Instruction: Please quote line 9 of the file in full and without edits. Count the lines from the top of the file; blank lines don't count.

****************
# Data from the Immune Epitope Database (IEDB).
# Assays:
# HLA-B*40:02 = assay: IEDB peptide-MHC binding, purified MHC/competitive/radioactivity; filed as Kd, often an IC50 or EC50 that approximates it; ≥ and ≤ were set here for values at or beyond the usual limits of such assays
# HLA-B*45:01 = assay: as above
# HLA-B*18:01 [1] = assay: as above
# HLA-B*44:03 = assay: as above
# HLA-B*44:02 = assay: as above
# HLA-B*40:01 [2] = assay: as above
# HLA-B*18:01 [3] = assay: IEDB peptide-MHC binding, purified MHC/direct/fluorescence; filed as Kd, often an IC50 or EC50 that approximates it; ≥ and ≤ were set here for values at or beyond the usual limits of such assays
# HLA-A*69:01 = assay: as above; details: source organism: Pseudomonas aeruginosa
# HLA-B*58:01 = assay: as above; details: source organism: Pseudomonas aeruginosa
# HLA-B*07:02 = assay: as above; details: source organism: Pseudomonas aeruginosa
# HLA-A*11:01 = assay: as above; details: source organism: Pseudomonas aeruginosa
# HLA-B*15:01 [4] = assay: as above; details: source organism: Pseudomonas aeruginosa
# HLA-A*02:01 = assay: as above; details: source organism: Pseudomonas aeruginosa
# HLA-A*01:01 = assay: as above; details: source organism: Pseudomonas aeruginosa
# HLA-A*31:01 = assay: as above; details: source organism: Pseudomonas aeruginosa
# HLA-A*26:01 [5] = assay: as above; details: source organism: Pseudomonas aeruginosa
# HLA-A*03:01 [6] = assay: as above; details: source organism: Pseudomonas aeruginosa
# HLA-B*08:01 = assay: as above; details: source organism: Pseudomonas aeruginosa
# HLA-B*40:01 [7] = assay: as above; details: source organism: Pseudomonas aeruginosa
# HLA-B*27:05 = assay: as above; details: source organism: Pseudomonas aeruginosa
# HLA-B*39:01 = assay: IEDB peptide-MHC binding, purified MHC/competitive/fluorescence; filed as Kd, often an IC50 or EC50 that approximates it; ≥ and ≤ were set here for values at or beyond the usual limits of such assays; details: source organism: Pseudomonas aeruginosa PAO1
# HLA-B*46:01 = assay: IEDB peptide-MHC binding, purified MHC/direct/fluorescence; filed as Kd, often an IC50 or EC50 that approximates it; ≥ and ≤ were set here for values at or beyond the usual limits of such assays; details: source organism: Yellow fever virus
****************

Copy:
# HLA-B*18:01 [3] = assay: IEDB peptide-MHC binding, purified MHC/direct/fluorescence; filed as Kd, often an IC50 or EC50 that approximates it; ≥ and ≤ were set here for values at or beyond the usual limits of such assays